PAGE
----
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Man behind pyramid scheme wanted to pay victims only Sh3.5 million

By Moses Michira | April 6th 2016

Alfred Ndakwe was willing to pay his victims only Sh3.5 million out of the billions he stole through a pyramid scheme.

Ndakwe, who is among a number of Kenyans named in leaked documents of a Panama-based law firm, concealed the billions under shell companies.

Joseph Kinyua, the lawyer representing nearly 5,900 victims, recalled that Ndakwe had sworn he was 'dead broke' at the height of the proceedings of the civil case sometimes in 2010.

It was the last conversation the lawyer had with the infamous schemer, who then promised to give all that was left of the cash he had irregularly made away with.

"Of course I did not believe him but he organised for a copy of a bankers' cheque to my office at Agip House at around 8.30pm," Kinyua said, of the man who wrecked the finances for many individuals and households.

Soon after the copy of the bankers' cheque was delivered, Ndakwe, who was at the time not feared to be a flight risk, quietly slipped from the country and relocated to South Africa.

His wife, Doreen Marete, who is among the co-accused, was last seen near her home close to the intersection of the Eastern bypass and Thika Highway.

One of Ndakwe's co-conspirators is dead while another one known as Meshack Gachagua is living in abject poverty in Nakuru, according to Kinyua.

"There has never been any will in receiving this money; I had identified several assets Ndakwe bought with my clients' money, which he could never have squandered by now," Kinyua said, citing there is little hope for compensation for his clients, some of whom have since passed on.

It is the first time that Ndakwe's victims are learning where the billions they were conned off were shipped to, following an unprecedented leakage of confidential information held by Mossack Fonseca, a Panama firm that has helped individuals, among them criminals, to hide their wealth.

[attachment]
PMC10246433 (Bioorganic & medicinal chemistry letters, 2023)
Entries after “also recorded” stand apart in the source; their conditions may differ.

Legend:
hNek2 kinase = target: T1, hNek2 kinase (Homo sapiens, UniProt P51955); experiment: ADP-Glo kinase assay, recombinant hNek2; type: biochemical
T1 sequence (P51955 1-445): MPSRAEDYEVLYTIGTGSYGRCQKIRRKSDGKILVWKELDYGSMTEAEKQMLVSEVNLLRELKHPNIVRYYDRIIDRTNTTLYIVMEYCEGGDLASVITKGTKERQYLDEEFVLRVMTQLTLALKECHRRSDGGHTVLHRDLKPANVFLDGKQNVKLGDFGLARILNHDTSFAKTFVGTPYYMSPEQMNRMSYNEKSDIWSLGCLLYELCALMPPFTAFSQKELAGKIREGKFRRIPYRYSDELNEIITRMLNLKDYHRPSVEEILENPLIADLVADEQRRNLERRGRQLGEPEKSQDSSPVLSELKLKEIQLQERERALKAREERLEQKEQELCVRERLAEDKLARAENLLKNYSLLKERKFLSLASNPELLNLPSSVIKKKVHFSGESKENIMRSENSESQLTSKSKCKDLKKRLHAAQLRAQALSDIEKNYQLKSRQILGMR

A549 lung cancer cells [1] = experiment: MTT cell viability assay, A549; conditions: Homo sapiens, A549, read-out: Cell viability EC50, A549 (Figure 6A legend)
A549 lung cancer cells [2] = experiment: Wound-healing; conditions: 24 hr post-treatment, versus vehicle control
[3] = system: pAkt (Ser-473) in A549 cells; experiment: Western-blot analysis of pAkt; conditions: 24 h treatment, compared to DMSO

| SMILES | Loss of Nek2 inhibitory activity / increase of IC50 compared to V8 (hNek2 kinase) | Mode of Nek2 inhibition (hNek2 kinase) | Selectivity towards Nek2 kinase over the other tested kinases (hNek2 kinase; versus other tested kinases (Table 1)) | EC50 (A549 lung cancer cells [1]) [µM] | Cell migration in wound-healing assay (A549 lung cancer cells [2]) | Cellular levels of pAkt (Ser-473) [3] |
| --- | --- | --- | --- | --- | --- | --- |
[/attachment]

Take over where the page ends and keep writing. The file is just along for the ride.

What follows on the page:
Mutunga's dismissal

Deputy Chief Justice Kalpana Rawal is also named among the people who operated 11 shell companies in person or through her immediate family, through the law firm.

And while Chief Justice Willy Mutunga has dismissed media enquiries on the next step of action against his deputy, if any, the leakage has prompted protests from citizens and denial by the named people all over the world.

Among those named in the leaked documents are friends of Russian President Vladimir Putin, close relatives of leaders in Britain and China- which Tuesday blocked all access to foreign media platforms.

In Iceland for instance, Prime Minister Sigmundur David Gunnlaugsson is facing calls for his resignation in a sustained demonstration after the extent of his secret wealth held through shell companies came to the fore.

Mr Gunnlaugsson has claimed innocence and insisted he would not resign even after he was linked to a company claiming Sh420 million from three Icelandic banks. He had been involved in negotiating the settlement by the failed banks.

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